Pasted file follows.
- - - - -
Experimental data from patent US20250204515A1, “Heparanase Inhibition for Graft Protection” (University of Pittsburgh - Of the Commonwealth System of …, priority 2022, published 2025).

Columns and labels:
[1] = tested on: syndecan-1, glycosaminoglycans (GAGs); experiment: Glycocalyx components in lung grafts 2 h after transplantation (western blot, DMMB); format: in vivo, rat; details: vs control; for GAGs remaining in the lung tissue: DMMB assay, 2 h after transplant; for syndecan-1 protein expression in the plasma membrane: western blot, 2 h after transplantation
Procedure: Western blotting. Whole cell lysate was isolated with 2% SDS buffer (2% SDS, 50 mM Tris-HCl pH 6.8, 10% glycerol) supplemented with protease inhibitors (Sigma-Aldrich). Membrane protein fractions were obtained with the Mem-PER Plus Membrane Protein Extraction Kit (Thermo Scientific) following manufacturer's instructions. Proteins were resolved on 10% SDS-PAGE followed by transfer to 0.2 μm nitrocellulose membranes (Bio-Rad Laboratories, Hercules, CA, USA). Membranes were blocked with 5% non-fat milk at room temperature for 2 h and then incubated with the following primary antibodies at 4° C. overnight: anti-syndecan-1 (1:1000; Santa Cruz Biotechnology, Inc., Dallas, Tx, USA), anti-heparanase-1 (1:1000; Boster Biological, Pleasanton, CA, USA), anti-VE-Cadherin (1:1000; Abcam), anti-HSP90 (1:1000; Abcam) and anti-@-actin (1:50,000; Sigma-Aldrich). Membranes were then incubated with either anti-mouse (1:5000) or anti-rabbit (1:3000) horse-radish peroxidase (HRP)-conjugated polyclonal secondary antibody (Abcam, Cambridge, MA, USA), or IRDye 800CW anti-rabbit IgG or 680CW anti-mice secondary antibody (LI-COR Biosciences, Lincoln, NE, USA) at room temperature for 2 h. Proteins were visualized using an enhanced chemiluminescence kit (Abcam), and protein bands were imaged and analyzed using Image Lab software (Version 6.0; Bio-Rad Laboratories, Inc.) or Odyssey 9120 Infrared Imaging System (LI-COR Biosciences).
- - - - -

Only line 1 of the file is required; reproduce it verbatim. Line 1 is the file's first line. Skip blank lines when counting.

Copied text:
Experimental data from patent US20250204515A1, “Heparanase Inhibition for Graft Protection” (University of Pittsburgh - Of the Commonwealth System of …, priority 2022, published 2025).